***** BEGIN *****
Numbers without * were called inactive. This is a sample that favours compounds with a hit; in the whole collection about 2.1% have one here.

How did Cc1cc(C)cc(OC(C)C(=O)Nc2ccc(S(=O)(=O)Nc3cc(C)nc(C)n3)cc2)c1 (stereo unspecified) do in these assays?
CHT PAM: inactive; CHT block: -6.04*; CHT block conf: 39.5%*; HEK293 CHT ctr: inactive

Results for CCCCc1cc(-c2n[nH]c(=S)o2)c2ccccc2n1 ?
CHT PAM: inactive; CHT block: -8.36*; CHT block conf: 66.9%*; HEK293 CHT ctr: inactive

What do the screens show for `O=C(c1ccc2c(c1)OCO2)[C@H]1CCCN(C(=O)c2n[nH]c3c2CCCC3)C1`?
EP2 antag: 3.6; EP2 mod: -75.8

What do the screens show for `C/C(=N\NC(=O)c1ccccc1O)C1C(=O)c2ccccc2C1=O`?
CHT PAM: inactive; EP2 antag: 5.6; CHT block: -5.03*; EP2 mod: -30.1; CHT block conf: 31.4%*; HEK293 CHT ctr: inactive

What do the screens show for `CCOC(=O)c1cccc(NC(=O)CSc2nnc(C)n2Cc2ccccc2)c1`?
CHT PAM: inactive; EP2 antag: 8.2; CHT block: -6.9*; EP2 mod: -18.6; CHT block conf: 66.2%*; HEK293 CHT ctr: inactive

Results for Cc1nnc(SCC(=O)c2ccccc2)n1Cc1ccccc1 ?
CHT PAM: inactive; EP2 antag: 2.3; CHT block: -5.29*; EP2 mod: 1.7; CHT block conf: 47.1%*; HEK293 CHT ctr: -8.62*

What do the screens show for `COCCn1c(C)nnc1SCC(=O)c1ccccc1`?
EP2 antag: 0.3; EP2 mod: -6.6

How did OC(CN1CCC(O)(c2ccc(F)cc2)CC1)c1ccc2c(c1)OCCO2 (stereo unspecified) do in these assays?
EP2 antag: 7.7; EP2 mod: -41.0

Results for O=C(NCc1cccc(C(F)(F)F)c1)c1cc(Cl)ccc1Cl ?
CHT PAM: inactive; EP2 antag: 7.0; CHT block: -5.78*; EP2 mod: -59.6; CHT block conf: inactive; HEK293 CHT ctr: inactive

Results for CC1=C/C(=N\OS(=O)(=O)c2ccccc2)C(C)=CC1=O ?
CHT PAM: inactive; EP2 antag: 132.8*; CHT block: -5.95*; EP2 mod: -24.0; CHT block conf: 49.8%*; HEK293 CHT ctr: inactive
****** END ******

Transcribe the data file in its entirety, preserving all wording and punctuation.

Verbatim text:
Numbers without * were called inactive. This is a sample that favours compounds with a hit; in the whole collection about 2.1% have one here.

How did Cc1cc(C)cc(OC(C)C(=O)Nc2ccc(S(=O)(=O)Nc3cc(C)nc(C)n3)cc2)c1 (stereo unspecified) do in these assays?
CHT PAM: inactive; CHT block: -6.04*; CHT block conf: 39.5%*; HEK293 CHT ctr: inactive

Results for CCCCc1cc(-c2n[nH]c(=S)o2)c2ccccc2n1 ?
CHT PAM: inactive; CHT block: -8.36*; CHT block conf: 66.9%*; HEK293 CHT ctr: inactive

What do the screens show for `O=C(c1ccc2c(c1)OCO2)[C@H]1CCCN(C(=O)c2n[nH]c3c2CCCC3)C1`?
EP2 antag: 3.6; EP2 mod: -75.8

What do the screens show for `C/C(=N\NC(=O)c1ccccc1O)C1C(=O)c2ccccc2C1=O`?
CHT PAM: inactive; EP2 antag: 5.6; CHT block: -5.03*; EP2 mod: -30.1; CHT block conf: 31.4%*; HEK293 CHT ctr: inactive

What do the screens show for `CCOC(=O)c1cccc(NC(=O)CSc2nnc(C)n2Cc2ccccc2)c1`?
CHT PAM: inactive; EP2 antag: 8.2; CHT block: -6.9*; EP2 mod: -18.6; CHT block conf: 66.2%*; HEK293 CHT ctr: inactive

Results for Cc1nnc(SCC(=O)c2ccccc2)n1Cc1ccccc1 ?
CHT PAM: inactive; EP2 antag: 2.3; CHT block: -5.29*; EP2 mod: 1.7; CHT block conf: 47.1%*; HEK293 CHT ctr: -8.62*

What do the screens show for `COCCn1c(C)nnc1SCC(=O)c1ccccc1`?
EP2 antag: 0.3; EP2 mod: -6.6

How did OC(CN1CCC(O)(c2ccc(F)cc2)CC1)c1ccc2c(c1)OCCO2 (stereo unspecified) do in these assays?
EP2 antag: 7.7; EP2 mod: -41.0

Results for O=C(NCc1cccc(C(F)(F)F)c1)c1cc(Cl)ccc1Cl ?
CHT PAM: inactive; EP2 antag: 7.0; CHT block: -5.78*; EP2 mod: -59.6; CHT block conf: inactive; HEK293 CHT ctr: inactive

Results for CC1=C/C(=N\OS(=O)(=O)c2ccccc2)C(C)=CC1=O ?
CHT PAM: inactive; EP2 antag: 132.8*; CHT block: -5.95*; EP2 mod: -24.0; CHT block conf: 49.8%*; HEK293 CHT ctr: inactive